There appears to be an upsurge in training demand for Microsoft’s Office 2007, but the next wave – which is on its way – is going to be Microsoft Windows Server 2008.

This demand, said Dominique Lagasse, sales manager at black empowered IT training company, IT Intellect, shows that Microsoft is still the “king of the desktop”.
“There has been a lot of talk about Microsoft perhaps losing a substantial share of the desktop marketplace due to Linux-based free-to-market software, or openware, but this is just not happening. We are seeing a rush of corporate clients, and individuals, who are currently wanting training on Office 2007. Once we are through this busy period we foresee a rush for training on Windows Server 2008.”
Lagasse said that although Windows Server is only due out in Q1 of 2008, IT Intellect will be running “First Look Clinics” so that users can “get a jump on the Q1 release of Windows Server 2008”.
He said Windows Server 2008 training will definitely be the “next wave”.
“There is a lot of demand; and this shows that Microsoft’s desktop suite remains the dominant force in the desktop marketplace – and this is unlikely to change any time soon.”
Lagesse said Microsoft “certainly doesn’t seem to be losing any steam to open source software.”
From an integration perspective he said Office 2007 integrates seamlessly with all server products available on the market. It is also a far better product then its predecessor and is “also very space conscious in terms of document sizes”.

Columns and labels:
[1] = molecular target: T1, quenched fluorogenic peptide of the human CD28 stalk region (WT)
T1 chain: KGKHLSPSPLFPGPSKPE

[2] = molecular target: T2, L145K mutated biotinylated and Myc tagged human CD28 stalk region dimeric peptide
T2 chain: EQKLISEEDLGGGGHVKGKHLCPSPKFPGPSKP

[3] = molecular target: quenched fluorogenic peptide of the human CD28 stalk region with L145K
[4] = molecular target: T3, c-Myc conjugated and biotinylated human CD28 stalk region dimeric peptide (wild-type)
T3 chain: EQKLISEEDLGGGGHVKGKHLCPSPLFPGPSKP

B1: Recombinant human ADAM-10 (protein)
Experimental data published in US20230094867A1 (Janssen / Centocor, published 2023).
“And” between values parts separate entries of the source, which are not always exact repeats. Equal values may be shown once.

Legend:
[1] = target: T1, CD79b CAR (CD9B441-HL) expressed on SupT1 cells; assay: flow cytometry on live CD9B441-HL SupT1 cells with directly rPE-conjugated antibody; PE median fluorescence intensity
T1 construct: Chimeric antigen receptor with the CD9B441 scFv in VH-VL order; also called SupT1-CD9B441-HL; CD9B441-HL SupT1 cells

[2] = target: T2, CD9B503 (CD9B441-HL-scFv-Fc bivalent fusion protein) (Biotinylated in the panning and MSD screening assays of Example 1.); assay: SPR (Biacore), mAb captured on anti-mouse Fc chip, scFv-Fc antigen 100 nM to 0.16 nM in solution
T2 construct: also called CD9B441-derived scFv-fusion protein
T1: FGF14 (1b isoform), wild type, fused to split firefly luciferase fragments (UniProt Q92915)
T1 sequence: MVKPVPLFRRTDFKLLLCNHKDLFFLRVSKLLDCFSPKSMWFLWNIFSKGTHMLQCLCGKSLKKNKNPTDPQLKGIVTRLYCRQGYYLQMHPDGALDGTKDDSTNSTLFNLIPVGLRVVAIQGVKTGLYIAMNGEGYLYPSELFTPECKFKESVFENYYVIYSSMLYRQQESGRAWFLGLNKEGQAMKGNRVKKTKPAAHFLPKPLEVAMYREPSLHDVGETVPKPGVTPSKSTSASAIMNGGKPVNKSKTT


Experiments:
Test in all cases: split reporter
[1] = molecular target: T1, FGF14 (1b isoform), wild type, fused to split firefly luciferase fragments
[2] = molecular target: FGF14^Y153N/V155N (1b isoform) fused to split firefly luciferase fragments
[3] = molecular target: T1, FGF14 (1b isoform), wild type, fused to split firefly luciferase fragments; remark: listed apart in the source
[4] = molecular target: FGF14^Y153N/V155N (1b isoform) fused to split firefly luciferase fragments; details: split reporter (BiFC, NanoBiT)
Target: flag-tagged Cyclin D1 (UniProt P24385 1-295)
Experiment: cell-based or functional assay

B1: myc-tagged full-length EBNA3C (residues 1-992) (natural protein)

“This is a big help in today’s business environment where the end user – and companies – are being bombarded with information, including a barrage of graphics and video-based files.”
He says that as South Africa moves closer to the 2010 Soccer World Cup there is going to be an intensification of  ICT training, including on the Microsoft platform, due to a worrying ICT skills shortage.
“Right now grade 12 pupils are going to be having a firm eye on their future and a career in technology is certainly still a good move for those with the talent. There was talk in the market recently that the market is flooded with Microsoft software engineers, but I don’t believe this is true. There is still a demand for them – and it is still a premier certification   for anyone that wants to get into IT. We are expecting an influx of school-leavers early next year, many of whom I am sure will be focusing on honing their skills in Office 2007, and the next wave of Microsoft technologies.”
IT Intellect, which focuses on the individual and corporate markets has offices in Johannesburg, Cape Town and Durban.